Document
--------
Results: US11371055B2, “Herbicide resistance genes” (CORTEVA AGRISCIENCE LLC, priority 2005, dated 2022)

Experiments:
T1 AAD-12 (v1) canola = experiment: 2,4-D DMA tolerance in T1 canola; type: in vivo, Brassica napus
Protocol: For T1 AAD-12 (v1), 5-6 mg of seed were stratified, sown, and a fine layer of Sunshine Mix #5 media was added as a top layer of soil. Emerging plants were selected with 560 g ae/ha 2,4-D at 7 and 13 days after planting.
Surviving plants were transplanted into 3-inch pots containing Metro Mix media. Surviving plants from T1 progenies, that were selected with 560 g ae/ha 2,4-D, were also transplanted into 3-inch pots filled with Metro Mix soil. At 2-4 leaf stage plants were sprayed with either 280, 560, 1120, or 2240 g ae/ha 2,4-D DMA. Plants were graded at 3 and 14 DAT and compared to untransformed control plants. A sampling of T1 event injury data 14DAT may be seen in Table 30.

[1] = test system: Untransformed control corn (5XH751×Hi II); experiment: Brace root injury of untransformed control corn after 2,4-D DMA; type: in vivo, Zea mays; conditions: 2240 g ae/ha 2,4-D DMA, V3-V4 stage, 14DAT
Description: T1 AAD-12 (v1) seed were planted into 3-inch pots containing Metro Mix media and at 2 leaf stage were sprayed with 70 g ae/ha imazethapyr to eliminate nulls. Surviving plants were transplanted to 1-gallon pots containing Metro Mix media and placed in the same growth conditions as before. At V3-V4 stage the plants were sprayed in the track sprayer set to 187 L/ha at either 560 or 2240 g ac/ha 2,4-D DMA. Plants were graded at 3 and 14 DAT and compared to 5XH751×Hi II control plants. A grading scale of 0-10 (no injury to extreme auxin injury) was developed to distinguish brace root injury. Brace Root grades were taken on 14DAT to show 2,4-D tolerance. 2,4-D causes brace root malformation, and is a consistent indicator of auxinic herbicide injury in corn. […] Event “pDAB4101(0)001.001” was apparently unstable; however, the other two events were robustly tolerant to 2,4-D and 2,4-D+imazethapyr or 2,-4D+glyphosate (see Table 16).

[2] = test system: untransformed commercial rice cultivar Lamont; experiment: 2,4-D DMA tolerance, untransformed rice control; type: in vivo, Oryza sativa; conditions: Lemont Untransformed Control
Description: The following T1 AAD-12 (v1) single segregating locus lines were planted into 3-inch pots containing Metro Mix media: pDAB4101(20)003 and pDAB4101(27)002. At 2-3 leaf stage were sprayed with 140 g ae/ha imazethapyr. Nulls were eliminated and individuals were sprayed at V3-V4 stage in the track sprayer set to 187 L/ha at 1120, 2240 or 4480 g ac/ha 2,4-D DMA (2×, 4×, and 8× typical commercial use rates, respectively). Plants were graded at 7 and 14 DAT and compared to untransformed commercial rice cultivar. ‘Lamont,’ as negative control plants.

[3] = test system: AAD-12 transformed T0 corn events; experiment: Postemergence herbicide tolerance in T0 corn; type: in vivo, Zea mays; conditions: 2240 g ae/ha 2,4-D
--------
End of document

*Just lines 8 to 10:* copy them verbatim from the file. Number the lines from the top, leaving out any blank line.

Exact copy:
[2] = test system: untransformed commercial rice cultivar Lamont; experiment: 2,4-D DMA tolerance, untransformed rice control; type: in vivo, Oryza sativa; conditions: Lemont Untransformed Control
Description: The following T1 AAD-12 (v1) single segregating locus lines were planted into 3-inch pots containing Metro Mix media: pDAB4101(20)003 and pDAB4101(27)002. At 2-3 leaf stage were sprayed with 140 g ae/ha imazethapyr. Nulls were eliminated and individuals were sprayed at V3-V4 stage in the track sprayer set to 187 L/ha at 1120, 2240 or 4480 g ac/ha 2,4-D DMA (2×, 4×, and 8× typical commercial use rates, respectively). Plants were graded at 7 and 14 DAT and compared to untransformed commercial rice cultivar. ‘Lamont,’ as negative control plants.

[3] = test system: AAD-12 transformed T0 corn events; experiment: Postemergence herbicide tolerance in T0 corn; type: in vivo, Zea mays; conditions: 2240 g ae/ha 2,4-D